The present inventors have recognized that playground swings may be used to facilitate attunement play between children and caregivers, or between two individuals, by allowing the participants to interact nonverbally through eye contact, facial clues, body gestures, and physical touch. Not only does eye contact and facial clues allow the caregiver and child to be attuned to one another but the physical contact between the caregiver and child also allows the child to feel safe as the caregiver cradles and interacts with the child during play.

Accordingly, the present invention provides a playground swing that allows the caregiver to sit within a supportive swing seat while the small child sits on the caregiver's lap while facing the caregiver with their legs straddling the hips of the caregiver. The caregiver's legs are free to hang from the swing seat allowing them to pump their legs to provide a swinging motion to the swing while the child's back is supported by a backrest opposing the caregiver's seat allowing the caregiver's arms and hands to be free to interact.

In one embodiment, the present invention provides a swing having a rigid swing arm having an upper end attachable to a stationary support so that the swing arm may swing therebeneath; a seat pan attached to the lower end of the rigid swing arm having an upwardly exposed seat surface extending along a first horizontal plane to allow a first human to sit on the seat pan with their legs extending downward from the seat pan; a first upward extending seat back extending from a rear of the seat pan and having a first support surface adapted to support the first seated human user; and a second upward extending seat back extending along a front of the seat pan and having a second support surface adapted to support a second seated human user seated in the lap of the first seated human with their legs extending downward from the seat pan outside of the first upwardly extending seat back.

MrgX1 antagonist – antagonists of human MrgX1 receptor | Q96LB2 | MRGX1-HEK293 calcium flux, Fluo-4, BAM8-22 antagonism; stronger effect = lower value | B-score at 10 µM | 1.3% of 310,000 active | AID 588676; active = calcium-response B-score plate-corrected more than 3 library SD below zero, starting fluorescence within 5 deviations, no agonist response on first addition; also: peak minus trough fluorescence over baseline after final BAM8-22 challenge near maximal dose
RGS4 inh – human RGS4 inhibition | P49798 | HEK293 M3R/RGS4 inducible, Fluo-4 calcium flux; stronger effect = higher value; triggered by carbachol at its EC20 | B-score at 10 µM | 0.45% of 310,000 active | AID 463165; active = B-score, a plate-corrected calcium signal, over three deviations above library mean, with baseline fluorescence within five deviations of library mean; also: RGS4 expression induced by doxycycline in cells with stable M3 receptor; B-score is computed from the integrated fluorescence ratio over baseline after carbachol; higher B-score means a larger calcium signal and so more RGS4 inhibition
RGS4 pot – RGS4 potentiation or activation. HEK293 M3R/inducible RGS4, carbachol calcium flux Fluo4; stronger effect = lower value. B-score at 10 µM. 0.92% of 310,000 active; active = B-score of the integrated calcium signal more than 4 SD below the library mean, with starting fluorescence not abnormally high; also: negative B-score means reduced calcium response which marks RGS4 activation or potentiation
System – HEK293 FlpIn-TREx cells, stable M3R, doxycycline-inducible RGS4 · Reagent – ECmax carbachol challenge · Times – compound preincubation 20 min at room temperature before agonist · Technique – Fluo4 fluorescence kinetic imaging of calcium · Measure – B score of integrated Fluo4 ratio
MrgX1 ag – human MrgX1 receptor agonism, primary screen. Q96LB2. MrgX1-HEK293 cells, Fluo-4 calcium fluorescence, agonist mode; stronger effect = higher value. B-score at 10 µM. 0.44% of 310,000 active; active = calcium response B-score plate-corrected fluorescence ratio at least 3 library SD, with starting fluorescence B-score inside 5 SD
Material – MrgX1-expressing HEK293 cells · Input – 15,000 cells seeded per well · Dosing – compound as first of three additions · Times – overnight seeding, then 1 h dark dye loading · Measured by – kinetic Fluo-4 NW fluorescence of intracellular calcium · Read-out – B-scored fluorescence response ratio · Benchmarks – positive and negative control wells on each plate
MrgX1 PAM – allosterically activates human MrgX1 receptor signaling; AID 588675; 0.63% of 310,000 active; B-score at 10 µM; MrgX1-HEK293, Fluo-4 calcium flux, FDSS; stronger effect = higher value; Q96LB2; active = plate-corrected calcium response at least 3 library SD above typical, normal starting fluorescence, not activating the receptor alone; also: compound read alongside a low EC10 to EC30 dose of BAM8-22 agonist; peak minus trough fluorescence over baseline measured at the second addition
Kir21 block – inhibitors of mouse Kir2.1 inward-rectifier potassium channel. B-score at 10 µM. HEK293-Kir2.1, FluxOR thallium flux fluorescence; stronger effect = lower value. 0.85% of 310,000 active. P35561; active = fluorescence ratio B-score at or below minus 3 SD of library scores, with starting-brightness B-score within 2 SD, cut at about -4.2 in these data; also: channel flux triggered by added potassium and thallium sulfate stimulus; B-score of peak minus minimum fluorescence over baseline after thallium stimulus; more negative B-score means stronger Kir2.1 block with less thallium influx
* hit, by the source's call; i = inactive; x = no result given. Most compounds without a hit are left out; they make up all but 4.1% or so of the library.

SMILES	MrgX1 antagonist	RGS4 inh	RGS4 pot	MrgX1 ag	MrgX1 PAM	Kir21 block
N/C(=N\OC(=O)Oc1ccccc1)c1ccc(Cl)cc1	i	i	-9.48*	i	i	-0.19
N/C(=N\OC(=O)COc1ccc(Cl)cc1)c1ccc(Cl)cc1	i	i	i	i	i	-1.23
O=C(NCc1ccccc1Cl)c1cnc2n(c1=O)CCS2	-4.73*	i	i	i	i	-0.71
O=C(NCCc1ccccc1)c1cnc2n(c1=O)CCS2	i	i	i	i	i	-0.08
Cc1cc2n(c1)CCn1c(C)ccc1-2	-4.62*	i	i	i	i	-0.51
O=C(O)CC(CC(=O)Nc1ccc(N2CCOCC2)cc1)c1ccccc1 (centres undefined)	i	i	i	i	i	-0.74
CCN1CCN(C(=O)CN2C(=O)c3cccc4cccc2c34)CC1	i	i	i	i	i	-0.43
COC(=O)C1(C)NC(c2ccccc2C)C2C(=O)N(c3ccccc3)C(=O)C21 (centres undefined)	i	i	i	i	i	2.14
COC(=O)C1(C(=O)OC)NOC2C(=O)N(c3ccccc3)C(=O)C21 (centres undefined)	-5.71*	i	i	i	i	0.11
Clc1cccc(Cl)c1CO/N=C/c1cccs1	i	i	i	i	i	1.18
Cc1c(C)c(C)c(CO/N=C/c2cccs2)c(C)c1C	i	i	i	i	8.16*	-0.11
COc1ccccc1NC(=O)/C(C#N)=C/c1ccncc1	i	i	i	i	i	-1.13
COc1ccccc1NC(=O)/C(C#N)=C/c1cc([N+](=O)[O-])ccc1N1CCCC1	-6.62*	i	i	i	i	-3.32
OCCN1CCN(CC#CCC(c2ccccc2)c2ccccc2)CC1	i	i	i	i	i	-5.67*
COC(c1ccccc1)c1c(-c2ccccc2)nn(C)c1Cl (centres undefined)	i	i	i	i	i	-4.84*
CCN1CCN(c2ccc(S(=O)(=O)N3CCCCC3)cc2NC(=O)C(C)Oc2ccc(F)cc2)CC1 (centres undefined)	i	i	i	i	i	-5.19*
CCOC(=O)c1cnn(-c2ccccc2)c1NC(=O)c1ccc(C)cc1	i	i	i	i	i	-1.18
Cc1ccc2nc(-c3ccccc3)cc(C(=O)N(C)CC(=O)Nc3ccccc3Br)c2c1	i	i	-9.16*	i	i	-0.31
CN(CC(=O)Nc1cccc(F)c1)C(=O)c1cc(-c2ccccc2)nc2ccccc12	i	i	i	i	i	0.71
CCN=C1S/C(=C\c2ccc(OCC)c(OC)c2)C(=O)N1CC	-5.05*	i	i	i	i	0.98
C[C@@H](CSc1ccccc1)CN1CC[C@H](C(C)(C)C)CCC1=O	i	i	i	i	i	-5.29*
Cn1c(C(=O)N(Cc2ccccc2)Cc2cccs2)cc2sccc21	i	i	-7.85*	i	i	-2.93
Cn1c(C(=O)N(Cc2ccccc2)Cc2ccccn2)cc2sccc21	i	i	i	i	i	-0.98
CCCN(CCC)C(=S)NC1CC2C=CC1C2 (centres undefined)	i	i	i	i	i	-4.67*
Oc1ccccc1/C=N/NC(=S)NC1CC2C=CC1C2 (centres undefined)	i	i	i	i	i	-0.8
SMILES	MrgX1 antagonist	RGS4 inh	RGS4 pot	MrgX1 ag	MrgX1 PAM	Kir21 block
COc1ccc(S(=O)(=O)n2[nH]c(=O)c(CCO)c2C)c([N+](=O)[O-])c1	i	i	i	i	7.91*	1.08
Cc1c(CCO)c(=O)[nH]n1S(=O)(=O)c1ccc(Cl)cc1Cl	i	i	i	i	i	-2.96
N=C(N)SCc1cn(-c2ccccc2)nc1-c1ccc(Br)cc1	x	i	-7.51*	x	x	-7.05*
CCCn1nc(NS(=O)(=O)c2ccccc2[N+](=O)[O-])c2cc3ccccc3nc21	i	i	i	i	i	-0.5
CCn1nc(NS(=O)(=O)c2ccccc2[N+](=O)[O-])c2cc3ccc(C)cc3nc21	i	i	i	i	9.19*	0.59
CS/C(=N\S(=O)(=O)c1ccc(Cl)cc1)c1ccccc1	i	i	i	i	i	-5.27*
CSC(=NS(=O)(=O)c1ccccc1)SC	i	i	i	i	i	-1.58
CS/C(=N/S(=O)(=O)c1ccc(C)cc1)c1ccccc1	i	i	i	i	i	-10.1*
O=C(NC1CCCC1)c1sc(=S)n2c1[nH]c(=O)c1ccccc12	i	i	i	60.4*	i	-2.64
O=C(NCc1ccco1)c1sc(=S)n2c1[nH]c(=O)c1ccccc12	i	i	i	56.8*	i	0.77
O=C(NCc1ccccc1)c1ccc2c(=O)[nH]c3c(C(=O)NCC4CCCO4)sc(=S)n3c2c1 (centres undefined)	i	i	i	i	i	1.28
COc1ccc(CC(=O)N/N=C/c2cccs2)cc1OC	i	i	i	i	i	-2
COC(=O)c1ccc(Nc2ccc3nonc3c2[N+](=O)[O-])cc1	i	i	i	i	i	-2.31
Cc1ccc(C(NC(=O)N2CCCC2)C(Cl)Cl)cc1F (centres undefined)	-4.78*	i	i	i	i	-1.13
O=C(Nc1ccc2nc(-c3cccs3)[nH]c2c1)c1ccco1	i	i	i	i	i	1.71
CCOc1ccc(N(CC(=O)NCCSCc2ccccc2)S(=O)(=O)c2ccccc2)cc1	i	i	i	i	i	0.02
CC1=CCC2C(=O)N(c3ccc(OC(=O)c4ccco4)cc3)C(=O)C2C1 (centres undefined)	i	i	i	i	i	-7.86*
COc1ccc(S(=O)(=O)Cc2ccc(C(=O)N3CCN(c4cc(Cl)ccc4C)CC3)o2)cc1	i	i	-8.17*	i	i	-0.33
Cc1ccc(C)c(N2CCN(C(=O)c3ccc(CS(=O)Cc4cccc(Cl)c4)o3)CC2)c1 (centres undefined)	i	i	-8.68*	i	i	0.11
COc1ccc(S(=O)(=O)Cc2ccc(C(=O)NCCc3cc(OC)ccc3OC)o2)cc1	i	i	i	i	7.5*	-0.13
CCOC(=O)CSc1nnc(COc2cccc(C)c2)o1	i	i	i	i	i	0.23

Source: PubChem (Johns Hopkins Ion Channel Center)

It is thus a feature of at least one embodiment of the invention to allow intimate contact between a caregiver and child during swinging and eliminate the need to lift the child into another seat where a two seated swing may become unstable or unbalanced.

The second seat back may be movable away from the front of the seat pan. A pole may extend from the seat pan along a vertical plane and permitting the second upward extending seat backs to slide upwardly and downwardly along the vertical plane. The pole may comprise of a pair of lateral poles.